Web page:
• In some embodiments, the user computing device 145 can provide instructions to the overhead antenna inventory/locating system 100, such as initiating an inventory operation for the entire store, or for some specified geographical region within the store, or for some specified type of product or category of products within the store; setting a time for an inventory operation; initiating or cancelling an inventory operation; as well as other commands. For example, a store manager can remotely program the system 100 to perform inventory operations. This can be useful when the inventory operations are done after closing, as the store manager can program the system 100 from home or some other location away from the store.
  • Example of Overhead Antenna System Mounted in Ceiling
  • FIG. 2A schematically illustrates a side view of some embodiments of an overhead antenna inventory/locating system 100 wherein antennas 110 a and 110 b are mounted in the ceiling 205. In some embodiments, the antennas 110 a and 110 b are mounted at an elevated location outside of, above, and/or below a ceiling. The antennas 110 a and 110 b are coupled to the RFID reader 105 through cables 210 a and 210 b or wirelessly. The system can include a multiplexor 215 coupled to the antennas 110 a and 110 b and the RFID reader 105.
  • The RFID reader 105 can be capable of reading a variety of RFID tag protocols, including both active protocols and passive protocols, such as EPC GEN-2 or ISO-18000-6. The RFID reader 105 can be in communication with an inventory and/or localizing manager, such as the one described herein in relation to FIG. 1, in order to send and receive location and inventory data.
  • The RFID reader 105 can be coupled to one or more antennas 110 a and 110 b through multiplexor 215. The multiplexor 215 can be configured, for example, in a daisy chain style, a tree structure, or a hybrid of the two. In some embodiments, one RFID reader may be coupled to one antenna without a multiplexor between them. The RFID reader 105 can be configured to communicate with the antennas 110 a and 110 b. Communication can be accomplished via a wired and/or wireless communication link, such as Ethernet, Bluetooth, 802.11a/b/g/n, infrared, universal serial bus (USB), IEEE 1394 interface, or the like. The RFID reader 105 can be configured to communicate with the inventory/localizing manager using similar means. The RFID reader 105 can communicate the inventory data it collects to the inventory/localizing manager. In some embodiments, the RFID reader 105 performs the functions of the inventory/localizing manager; hence the inventory/localizing manager can be incorporated in the reader 105.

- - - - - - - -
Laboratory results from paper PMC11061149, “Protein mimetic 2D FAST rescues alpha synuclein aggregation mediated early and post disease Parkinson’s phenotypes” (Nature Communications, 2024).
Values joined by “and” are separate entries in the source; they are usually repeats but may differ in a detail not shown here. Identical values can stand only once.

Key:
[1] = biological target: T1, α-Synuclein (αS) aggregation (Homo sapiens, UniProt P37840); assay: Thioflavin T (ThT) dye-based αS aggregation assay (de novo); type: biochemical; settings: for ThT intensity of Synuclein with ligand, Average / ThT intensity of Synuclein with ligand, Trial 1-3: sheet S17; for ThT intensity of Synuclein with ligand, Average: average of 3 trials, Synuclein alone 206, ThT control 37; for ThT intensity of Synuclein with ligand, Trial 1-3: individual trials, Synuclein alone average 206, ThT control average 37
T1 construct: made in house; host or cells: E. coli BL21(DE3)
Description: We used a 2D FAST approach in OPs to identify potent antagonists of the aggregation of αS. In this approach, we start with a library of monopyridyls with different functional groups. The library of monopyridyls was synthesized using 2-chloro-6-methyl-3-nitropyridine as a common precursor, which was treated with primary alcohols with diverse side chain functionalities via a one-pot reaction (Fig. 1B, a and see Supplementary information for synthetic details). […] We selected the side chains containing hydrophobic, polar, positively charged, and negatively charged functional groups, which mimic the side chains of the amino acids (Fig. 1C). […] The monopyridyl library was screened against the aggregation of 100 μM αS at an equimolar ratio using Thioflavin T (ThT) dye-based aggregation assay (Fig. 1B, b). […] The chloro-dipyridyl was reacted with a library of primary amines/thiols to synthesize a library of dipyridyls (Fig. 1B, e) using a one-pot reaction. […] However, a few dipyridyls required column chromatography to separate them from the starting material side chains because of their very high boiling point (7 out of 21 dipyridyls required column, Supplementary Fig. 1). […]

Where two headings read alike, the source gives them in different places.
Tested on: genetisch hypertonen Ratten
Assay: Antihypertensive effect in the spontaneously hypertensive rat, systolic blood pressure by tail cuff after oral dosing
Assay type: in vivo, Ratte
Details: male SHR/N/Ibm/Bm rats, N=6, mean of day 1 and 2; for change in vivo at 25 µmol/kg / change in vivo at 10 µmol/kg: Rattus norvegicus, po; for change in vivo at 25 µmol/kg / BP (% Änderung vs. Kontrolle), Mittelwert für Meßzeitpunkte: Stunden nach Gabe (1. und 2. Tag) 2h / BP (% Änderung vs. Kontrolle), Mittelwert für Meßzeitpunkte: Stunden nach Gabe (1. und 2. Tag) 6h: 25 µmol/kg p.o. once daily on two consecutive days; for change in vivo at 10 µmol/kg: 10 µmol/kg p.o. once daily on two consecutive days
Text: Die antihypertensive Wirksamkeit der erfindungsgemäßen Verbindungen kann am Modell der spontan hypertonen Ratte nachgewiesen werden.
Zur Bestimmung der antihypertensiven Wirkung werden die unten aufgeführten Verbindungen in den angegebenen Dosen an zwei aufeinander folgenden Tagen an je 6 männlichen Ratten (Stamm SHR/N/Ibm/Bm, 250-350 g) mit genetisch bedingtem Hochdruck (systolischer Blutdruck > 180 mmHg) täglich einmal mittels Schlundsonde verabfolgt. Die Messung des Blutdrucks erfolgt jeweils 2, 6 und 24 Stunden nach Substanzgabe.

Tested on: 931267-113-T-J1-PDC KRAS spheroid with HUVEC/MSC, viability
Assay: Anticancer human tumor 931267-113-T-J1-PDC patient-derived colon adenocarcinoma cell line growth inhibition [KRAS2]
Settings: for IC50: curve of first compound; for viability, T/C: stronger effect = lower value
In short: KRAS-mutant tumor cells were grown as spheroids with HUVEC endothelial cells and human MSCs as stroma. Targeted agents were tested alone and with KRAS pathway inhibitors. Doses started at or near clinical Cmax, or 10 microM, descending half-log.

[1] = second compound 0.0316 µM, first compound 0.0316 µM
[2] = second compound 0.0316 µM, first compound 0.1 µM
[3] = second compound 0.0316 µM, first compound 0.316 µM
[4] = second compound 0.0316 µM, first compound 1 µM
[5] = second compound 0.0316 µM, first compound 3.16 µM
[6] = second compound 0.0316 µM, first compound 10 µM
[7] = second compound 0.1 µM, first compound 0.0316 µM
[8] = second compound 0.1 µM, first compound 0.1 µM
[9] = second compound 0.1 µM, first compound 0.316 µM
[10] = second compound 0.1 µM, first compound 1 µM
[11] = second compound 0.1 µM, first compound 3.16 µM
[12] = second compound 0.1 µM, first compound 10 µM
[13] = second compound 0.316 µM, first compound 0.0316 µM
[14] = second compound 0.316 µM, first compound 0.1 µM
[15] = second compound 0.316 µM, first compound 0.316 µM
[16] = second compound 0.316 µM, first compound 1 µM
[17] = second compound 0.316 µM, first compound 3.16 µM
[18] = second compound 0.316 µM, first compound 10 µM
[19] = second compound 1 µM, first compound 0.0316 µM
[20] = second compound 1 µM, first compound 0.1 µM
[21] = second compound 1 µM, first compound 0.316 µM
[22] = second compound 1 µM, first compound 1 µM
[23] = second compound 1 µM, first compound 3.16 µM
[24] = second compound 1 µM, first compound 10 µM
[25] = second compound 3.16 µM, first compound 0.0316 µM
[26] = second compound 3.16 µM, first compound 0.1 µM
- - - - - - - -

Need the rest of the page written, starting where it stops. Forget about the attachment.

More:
• The antennas 110 can be patch antennas. Patch antennas can have a low-profile (e.g., substantially shorter in thickness from top to bottom than in width and/or length), light-weight, and an ability to cover a wide area, making them suitable for installation in ceilings, as described more fully herein with reference to FIG. 7. In some embodiments, the antennas 110 can be directional, omnidirectional, or isotropic antennas. In some embodiments, the antennas 110 can be, for example, phased arrays, dipoles, bidirectional phased arrays, steerable antennas, or any combination of these. Steerable antennas may help in providing directional information related to detected tags permitting a rough determination of their location based on phase angle, received signal strength indicator value, and/or detected angle from the antenna, as more fully set forth herein.